(Note: Follow-up here.) This just in — a statement from the Newspaper Guild of Greater Boston on contract negotiations on behalf of the Boston Herald’s editorial employees:
Boston Herald editorial employees tonight rejected a proposed contract that offered no increase to pay or benefits and cuts to the employees’ severance plan.
Editorial guild workers — who pay for 93-percent of their own health care costs, and $190 per month in parking — have not demanded relief for any of the costs they bear to work at the paper, nor did they expect or seek a raise.
While guild members are aware of the financial constraints facing newspapers the company is oblivious to the economic hardships of its employees. Herald workers have slowly shared more of the burden of running the newspaper over the years, in the form of parking, health care, furlows and paycuts, while the company has only used this generosity to line the pockets of its management and increase the number of non union employees.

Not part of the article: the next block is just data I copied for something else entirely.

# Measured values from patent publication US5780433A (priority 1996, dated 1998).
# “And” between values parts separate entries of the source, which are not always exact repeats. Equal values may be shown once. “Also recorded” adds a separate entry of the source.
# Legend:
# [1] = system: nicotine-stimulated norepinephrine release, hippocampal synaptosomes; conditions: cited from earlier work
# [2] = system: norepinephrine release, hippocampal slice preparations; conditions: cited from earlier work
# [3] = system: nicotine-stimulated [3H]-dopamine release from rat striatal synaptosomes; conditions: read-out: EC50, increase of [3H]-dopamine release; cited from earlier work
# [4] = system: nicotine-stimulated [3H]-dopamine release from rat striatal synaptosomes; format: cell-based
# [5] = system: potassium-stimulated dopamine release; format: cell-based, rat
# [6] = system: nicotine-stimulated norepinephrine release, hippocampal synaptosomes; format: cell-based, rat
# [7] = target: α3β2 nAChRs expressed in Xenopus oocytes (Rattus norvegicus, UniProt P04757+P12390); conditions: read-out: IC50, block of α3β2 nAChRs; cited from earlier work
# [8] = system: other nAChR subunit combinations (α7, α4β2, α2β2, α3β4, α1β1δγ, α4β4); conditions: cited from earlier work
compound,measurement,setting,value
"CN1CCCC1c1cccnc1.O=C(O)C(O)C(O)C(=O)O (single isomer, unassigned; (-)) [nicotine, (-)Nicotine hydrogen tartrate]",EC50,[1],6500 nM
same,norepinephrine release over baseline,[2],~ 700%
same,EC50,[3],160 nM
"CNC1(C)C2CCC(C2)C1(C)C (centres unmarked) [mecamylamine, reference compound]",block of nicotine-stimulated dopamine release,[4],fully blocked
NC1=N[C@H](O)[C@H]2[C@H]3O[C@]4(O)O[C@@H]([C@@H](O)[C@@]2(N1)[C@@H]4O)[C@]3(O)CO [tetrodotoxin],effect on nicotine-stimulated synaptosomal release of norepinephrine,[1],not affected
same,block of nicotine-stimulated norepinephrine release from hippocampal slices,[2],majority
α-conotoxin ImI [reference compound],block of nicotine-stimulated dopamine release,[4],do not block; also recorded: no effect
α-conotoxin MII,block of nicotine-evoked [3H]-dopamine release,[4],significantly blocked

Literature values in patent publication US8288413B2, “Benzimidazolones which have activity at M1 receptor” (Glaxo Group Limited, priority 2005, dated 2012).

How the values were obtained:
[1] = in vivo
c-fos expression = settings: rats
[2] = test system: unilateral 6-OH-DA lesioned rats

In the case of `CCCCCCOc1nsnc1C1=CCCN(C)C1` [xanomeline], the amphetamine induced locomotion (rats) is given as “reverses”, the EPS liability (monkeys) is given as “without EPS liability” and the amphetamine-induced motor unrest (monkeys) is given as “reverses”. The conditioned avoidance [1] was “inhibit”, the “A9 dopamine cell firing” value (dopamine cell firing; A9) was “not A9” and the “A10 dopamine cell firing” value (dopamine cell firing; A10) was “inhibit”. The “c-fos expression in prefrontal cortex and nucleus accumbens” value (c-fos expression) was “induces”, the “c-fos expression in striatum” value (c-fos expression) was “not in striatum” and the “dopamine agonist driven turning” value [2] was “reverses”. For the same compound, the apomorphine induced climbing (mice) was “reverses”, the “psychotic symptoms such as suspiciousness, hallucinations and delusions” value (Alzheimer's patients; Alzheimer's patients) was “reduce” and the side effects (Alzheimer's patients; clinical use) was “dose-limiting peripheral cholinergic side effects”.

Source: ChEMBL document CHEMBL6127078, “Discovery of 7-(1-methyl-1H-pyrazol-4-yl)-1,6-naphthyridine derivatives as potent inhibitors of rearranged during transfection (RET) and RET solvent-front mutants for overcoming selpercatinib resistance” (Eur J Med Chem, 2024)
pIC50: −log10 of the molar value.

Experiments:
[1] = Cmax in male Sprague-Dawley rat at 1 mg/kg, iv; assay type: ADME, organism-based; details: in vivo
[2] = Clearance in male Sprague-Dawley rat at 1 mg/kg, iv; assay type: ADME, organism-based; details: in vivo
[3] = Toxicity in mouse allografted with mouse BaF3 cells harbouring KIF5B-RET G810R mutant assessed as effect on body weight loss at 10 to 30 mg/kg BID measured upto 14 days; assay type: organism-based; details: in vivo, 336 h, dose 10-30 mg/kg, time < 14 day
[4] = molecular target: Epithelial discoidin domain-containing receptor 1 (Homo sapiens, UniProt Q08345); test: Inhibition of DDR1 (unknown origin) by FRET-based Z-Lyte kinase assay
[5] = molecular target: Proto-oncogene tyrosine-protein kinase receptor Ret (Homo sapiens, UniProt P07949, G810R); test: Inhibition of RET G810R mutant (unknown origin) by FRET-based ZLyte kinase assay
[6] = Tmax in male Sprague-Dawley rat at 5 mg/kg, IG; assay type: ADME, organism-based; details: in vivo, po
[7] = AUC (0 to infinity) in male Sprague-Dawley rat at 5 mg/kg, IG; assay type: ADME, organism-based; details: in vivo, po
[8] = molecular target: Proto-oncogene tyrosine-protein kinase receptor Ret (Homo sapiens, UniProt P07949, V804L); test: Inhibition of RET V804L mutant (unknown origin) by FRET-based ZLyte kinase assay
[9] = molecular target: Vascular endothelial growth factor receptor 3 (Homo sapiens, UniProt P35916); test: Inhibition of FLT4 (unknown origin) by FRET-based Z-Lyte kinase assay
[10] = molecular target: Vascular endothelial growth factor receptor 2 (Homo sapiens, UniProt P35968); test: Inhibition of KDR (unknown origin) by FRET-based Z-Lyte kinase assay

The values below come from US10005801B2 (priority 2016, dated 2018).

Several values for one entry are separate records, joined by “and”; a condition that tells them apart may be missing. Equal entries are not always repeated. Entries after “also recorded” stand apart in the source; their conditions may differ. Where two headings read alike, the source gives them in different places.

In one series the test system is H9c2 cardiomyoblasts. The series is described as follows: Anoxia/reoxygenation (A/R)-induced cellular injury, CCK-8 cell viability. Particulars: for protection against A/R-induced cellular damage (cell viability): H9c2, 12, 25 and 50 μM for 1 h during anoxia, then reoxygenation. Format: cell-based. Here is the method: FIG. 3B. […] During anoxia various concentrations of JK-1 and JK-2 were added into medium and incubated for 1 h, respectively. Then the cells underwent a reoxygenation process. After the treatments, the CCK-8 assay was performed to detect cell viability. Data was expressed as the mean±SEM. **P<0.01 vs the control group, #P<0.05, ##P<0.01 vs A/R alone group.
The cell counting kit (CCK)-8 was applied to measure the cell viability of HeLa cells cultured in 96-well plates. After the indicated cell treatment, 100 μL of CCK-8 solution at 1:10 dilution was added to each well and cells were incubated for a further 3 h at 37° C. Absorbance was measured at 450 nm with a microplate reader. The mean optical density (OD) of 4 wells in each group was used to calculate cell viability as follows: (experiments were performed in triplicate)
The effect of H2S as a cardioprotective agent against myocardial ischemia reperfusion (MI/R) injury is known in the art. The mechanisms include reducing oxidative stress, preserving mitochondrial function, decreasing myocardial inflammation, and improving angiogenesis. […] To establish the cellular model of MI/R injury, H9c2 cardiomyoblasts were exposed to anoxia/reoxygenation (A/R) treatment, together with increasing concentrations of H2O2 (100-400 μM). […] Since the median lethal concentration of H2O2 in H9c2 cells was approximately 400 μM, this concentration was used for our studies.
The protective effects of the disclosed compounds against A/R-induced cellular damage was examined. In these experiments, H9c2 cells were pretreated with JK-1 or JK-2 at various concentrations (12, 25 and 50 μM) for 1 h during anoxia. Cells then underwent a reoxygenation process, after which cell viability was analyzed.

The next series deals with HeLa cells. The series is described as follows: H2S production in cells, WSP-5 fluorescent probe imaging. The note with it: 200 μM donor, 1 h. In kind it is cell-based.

While employees asked for no changes to the existing contract, the company wanted cuts to the severance plan, a direct attack on those employees who have spent a good portion of their lives building the Herald. It was all the more surprising since it recently expanded financial benefits for non-union employees in the form of a matching 401(k).
There are 66 editorial employees eligible to vote, 58 cast ballots, 32 voted no, 26 voted yes.
The commercial unit votes next week on this same contract.
Follow @HeraldWorkers on Twitter for updates.